The article by Javid et al. in the current issue of the Journal reports that the incidence rates for CRC in Kashmir (an area with distinct culture and food habits) are enigmatically as low as in other parts of India [31]. This study also found that the CRC in Kashmir are more common in men, in older individuals and the urban regions. Like the rest of India, rectal cancer was more common than colon cancer. The authors did try their best to follow good cancer registration processes and looked for case finding in all possible areas where CRC is diagnosed and treated in Kashmir. They also looked at the death certificates to completely capture the incidence. Nonetheless, the case finding is likely to have missed some CRC patients on several grounds with a possibility of under registration. First, the patients with CRC may travel to other places for diagnosis and treatment of cancer. We see several Kashmiri patients coming to Tata Memorial Hospital, Mumbai for treatment. Many go to other referral hospitals in New Delhi. These patients can be missed easily. Second, unlike patients with upper GI cancers, the patients with CRC live for several years even with metastatic disease. Intensive search and review of death certificates for 1 year is not sufficient to find all cases. Thirdly, information about the site and type of cancer is often missing in the death certificates. Barring a few metropolitan regions most parts of India do not have a mandatory medical certification of deaths. As a result some cancers are missed. Finally, many CRC patients present as liver metastasis from unknown primary. In the absence of a complete work up including a colonoscopy the large bowel origin of these cancers are missed. This is helped by a tendency to minimize investigations and treatment of elderly cancer patients with multiple liver metastases. Conversely, there is a small possibility of over registration as the data collection was done only for 1 year with the possibility of including prevalent cases from previous year. The incidence CRC in Kashmir is still very low after assuming that 20% of all CRC may be missed due to the above limitations. These rates are also lower than those reported from Ahmedabad where 90% of the people are vegetarians and the per capita alcohol consumption is one of the lowest in India due to prohibition [7]. This article thus provides some more ecological evidence that CRC rates can be low in a non-vegetarian communities [26]. Lower CRC incidence is reported from several Middle East Asian countries (Table 1) [1]. The ecological variation in the incidence of CRC in Asia is more closely related to the national per capita income.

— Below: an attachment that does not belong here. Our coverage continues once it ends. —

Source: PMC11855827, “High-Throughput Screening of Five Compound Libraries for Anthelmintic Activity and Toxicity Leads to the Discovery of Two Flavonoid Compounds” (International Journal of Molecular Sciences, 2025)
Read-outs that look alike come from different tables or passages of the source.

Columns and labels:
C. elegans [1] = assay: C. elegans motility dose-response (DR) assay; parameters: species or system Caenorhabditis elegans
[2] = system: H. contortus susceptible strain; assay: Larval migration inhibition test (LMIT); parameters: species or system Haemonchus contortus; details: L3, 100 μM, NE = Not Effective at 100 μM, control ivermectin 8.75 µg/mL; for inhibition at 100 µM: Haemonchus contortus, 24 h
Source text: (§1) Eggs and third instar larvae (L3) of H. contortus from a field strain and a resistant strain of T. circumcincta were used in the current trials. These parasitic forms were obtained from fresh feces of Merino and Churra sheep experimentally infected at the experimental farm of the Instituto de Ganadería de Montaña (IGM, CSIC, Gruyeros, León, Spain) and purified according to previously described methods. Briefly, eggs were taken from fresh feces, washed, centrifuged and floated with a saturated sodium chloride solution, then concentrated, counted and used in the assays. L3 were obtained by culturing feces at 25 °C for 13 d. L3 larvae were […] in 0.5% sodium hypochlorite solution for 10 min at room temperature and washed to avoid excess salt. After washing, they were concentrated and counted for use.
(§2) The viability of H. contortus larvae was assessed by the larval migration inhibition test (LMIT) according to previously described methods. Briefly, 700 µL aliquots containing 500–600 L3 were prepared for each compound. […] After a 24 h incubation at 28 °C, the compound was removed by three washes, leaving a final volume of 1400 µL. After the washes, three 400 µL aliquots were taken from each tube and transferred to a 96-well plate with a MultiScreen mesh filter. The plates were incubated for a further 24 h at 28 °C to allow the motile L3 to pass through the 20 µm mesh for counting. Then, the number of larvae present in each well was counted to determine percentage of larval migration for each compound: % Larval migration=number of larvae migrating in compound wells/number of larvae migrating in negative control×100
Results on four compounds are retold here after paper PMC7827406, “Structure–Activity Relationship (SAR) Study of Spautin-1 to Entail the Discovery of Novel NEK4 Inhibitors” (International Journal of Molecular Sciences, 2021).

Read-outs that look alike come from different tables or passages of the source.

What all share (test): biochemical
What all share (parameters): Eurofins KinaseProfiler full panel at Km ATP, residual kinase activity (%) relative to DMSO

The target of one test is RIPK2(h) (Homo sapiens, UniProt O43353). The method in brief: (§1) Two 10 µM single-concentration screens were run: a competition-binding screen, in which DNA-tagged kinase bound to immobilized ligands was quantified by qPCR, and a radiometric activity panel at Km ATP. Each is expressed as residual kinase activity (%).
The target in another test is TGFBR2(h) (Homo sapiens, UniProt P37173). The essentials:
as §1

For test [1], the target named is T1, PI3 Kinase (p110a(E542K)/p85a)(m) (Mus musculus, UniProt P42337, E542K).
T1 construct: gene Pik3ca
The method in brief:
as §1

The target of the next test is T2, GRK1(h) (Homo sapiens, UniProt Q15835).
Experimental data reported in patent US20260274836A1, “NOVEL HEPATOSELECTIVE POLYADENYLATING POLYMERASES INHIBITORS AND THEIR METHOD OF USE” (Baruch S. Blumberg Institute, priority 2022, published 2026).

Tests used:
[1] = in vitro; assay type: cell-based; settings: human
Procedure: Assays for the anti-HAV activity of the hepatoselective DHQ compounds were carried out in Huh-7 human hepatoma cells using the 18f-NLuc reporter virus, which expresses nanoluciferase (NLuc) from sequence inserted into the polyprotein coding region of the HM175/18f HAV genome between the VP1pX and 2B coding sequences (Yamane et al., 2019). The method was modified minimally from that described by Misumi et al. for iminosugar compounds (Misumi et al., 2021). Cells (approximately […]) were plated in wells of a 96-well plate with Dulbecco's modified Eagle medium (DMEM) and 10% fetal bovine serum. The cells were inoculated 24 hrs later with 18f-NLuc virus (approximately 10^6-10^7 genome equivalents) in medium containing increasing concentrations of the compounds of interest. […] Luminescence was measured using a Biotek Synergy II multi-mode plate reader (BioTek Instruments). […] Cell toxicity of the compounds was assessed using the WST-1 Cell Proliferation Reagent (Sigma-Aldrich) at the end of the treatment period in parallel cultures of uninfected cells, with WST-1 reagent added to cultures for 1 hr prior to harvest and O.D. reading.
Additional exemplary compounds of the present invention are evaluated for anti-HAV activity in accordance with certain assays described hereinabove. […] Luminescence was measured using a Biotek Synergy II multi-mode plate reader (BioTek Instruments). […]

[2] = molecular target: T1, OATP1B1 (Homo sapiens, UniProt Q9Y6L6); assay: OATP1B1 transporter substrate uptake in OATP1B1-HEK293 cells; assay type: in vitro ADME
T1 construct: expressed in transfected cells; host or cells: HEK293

While the incidence rate of CRC in native Indians has been rising slowly over many decades, the incidence of CRC in immigrant Indians living in the UK and USA have raised rapidly. The absolute burden of CRC has also increased in India during last three decades. During a 32-year period (1941–1972), 555 cases of CRC were recorded at the Tata Memorial Hospital, Mumbai [32]. In contrast a total of 560 cases of CRC were treated at the same institution in 2006 alone. This rise in case loads in our hospital is primarily due to the increase in the Indian population combined with ageing of the Indian population. However, economic transition does make Indians susceptible to CRC. Previous data from our hospital does show that some of the socioeconomically well off Indians like the Parsis (Zoroastrians) in Mumbai had high incidence of CRC even 30 years ago [32]. Ali et al. stated that the pattern of cancer incidence observed in British Indians provides an indication of what may happen in the future in some parts of India (particularly urban areas) as it undergoes its own rapid epidemiological transition [7].

Finding the factors responsible for the low incidence of CRC in India will help in primary prevention of CRC. For decades it has been believed that the predominantly vegetarian diet with high fiber and low meat intake is responsible for the low CRC incidence in India. All the large prospective studies and meta-analysis suggest that other causative possibilities need to be examined. Plausible mechanisms include consumption of fewer calories and alcohol by vegetarians as well as diet-induced variations in the intestinal immunity modulated by the gut microbiota [33]. In the absence of robust data from controlled clinical trials, the general principles for cancer prevention should have a holistic approach with emphasis on a healthy diet and health promotion activities. We need to address the rapidly increasing problem of vitamin D deficiency among rural and urban Indians [34]. Meta-analysis of several studies confirms the protective role of physical activity in CRC prevention in both men and women [35]. Consumption of moderate amounts of fruit and vegetables sufficient to prevent micronutrient deficiencies, avoiding excess weight gain by balancing energy intake and energy expenditure with physical activity and avoiding tobacco in all forms will remain the ultimate means to prevent several cancers and contribute to health gains in our community.

Copyright information

© Indian Society of Gastroenterology 2011

Authors and Affiliations

  1. 1.Room 24, Department of Digestive Diseases and NutritionTata Memorial HospitalMumbaiIndia